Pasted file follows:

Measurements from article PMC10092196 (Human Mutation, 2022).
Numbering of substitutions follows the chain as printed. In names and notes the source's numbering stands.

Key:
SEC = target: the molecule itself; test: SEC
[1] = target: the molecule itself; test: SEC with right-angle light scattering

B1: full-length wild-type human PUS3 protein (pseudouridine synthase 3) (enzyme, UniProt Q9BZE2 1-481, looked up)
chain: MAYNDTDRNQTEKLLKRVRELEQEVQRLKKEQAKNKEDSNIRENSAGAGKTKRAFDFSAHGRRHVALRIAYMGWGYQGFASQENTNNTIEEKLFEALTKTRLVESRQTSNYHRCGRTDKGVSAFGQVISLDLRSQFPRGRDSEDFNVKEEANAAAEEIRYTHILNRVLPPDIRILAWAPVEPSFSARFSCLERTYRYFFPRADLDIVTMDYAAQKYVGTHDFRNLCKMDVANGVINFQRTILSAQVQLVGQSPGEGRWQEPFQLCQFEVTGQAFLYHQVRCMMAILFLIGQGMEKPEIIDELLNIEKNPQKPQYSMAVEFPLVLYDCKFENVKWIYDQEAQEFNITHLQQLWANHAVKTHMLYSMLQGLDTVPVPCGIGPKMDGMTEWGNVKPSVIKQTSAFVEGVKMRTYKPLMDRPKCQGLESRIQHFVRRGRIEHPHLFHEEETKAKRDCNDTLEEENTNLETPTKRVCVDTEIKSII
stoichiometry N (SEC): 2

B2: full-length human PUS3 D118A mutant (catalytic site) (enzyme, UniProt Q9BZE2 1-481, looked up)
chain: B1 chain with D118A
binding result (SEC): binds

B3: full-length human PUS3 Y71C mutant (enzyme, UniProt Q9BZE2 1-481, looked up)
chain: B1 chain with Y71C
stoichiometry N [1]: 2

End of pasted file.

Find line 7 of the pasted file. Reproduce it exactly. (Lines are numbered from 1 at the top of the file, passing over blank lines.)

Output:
chain: MAYNDTDRNQTEKLLKRVRELEQEVQRLKKEQAKNKEDSNIRENSAGAGKTKRAFDFSAHGRRHVALRIAYMGWGYQGFASQENTNNTIEEKLFEALTKTRLVESRQTSNYHRCGRTDKGVSAFGQVISLDLRSQFPRGRDSEDFNVKEEANAAAEEIRYTHILNRVLPPDIRILAWAPVEPSFSARFSCLERTYRYFFPRADLDIVTMDYAAQKYVGTHDFRNLCKMDVANGVINFQRTILSAQVQLVGQSPGEGRWQEPFQLCQFEVTGQAFLYHQVRCMMAILFLIGQGMEKPEIIDELLNIEKNPQKPQYSMAVEFPLVLYDCKFENVKWIYDQEAQEFNITHLQQLWANHAVKTHMLYSMLQGLDTVPVPCGIGPKMDGMTEWGNVKPSVIKQTSAFVEGVKMRTYKPLMDRPKCQGLESRIQHFVRRGRIEHPHLFHEEETKAKRDCNDTLEEENTNLETPTKRVCVDTEIKSII